Abstract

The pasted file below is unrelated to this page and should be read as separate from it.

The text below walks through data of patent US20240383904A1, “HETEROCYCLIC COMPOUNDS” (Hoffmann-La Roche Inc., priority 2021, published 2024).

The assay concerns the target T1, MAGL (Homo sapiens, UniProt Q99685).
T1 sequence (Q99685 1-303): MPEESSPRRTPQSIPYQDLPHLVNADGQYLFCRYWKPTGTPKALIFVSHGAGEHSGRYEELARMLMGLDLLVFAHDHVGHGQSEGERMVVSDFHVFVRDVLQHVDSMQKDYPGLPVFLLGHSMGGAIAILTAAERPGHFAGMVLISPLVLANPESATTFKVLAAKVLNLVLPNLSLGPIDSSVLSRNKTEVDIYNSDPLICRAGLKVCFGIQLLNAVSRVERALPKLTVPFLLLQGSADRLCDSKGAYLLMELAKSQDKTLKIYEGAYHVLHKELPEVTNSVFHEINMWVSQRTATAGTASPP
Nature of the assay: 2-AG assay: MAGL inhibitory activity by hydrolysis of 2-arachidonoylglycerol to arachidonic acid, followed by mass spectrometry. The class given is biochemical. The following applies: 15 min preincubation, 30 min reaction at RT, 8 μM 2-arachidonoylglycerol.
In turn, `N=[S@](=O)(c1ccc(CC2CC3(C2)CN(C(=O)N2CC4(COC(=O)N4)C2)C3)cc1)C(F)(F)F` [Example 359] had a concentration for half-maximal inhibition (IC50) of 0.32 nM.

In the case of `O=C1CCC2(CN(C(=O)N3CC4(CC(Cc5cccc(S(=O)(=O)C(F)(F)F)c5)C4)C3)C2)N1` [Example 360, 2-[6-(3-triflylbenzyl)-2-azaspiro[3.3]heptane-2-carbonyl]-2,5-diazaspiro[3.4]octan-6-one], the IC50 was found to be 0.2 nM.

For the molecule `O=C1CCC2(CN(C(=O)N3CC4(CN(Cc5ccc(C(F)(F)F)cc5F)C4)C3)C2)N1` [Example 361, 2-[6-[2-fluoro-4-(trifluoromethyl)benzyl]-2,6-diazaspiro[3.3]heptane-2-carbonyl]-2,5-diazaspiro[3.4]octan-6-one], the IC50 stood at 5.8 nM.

Active Network nodes are increasingly being used for nontrivial processing of data streams. These complex network applications typically benefit from protection between their components for fault tolerance or security. However, fine-grained memory protection introduces bottlenecks in communication among components. This paper describes memory protection in Expert, an OS for programmable network elements which re-examines thread tunnelling as a way of allowing these complex applications to be split over multiple protection domains. We argue that previous problems with tunnelling are symptoms of overly general designs, and we demonstrate a minimal domain-crossing primitive which nevertheless achieves the majority of benefits possible from tunnelling.